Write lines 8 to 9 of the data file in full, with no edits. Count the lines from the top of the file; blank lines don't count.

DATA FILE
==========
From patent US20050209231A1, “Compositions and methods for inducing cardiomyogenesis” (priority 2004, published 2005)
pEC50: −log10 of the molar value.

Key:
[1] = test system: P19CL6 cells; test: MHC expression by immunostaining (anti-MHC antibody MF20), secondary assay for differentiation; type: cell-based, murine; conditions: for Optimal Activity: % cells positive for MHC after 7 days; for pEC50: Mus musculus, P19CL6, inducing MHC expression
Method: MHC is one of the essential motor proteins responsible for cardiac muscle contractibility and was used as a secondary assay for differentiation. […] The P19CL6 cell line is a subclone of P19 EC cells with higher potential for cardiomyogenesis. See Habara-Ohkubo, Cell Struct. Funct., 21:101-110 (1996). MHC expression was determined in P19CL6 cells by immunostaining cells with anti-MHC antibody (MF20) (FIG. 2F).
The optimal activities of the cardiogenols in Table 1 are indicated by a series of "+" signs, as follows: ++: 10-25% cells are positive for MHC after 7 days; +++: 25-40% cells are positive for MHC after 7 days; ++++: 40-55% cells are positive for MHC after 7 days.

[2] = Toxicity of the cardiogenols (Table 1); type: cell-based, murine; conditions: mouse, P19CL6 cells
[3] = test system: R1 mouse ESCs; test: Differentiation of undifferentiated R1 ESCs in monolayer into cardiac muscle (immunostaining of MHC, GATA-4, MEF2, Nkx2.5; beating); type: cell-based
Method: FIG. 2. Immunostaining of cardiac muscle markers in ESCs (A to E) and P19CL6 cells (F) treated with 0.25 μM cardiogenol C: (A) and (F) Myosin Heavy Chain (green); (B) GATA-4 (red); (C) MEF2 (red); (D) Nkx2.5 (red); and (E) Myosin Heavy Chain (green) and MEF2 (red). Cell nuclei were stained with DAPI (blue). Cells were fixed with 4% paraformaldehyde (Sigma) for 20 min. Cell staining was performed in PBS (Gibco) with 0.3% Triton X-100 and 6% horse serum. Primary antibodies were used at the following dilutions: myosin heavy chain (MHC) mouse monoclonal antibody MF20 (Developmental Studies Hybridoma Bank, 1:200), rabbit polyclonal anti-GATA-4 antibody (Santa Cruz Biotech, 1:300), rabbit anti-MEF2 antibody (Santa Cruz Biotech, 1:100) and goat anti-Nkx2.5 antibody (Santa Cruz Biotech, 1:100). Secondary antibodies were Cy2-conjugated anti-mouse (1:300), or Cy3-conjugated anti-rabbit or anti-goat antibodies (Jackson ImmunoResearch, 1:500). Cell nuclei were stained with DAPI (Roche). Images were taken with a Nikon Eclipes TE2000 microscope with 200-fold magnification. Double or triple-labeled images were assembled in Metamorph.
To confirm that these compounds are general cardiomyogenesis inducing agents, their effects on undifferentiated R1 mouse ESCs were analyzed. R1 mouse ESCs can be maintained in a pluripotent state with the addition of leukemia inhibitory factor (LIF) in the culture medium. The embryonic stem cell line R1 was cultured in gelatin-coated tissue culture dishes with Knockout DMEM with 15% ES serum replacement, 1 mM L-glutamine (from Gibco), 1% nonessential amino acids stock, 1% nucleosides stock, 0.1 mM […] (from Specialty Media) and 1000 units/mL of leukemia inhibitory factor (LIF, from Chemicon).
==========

[3] = test system: R1 mouse ESCs; test: Differentiation of undifferentiated R1 ESCs in monolayer into cardiac muscle (immunostaining of MHC, GATA-4, MEF2, Nkx2.5; beating); type: cell-based
Method: FIG. 2. Immunostaining of cardiac muscle markers in ESCs (A to E) and P19CL6 cells (F) treated with 0.25 μM cardiogenol C: (A) and (F) Myosin Heavy Chain (green); (B) GATA-4 (red); (C) MEF2 (red); (D) Nkx2.5 (red); and (E) Myosin Heavy Chain (green) and MEF2 (red). Cell nuclei were stained with DAPI (blue). Cells were fixed with 4% paraformaldehyde (Sigma) for 20 min. Cell staining was performed in PBS (Gibco) with 0.3% Triton X-100 and 6% horse serum. Primary antibodies were used at the following dilutions: myosin heavy chain (MHC) mouse monoclonal antibody MF20 (Developmental Studies Hybridoma Bank, 1:200), rabbit polyclonal anti-GATA-4 antibody (Santa Cruz Biotech, 1:300), rabbit anti-MEF2 antibody (Santa Cruz Biotech, 1:100) and goat anti-Nkx2.5 antibody (Santa Cruz Biotech, 1:100). Secondary antibodies were Cy2-conjugated anti-mouse (1:300), or Cy3-conjugated anti-rabbit or anti-goat antibodies (Jackson ImmunoResearch, 1:500). Cell nuclei were stained with DAPI (Roche). Images were taken with a Nikon Eclipes TE2000 microscope with 200-fold magnification. Double or triple-labeled images were assembled in Metamorph.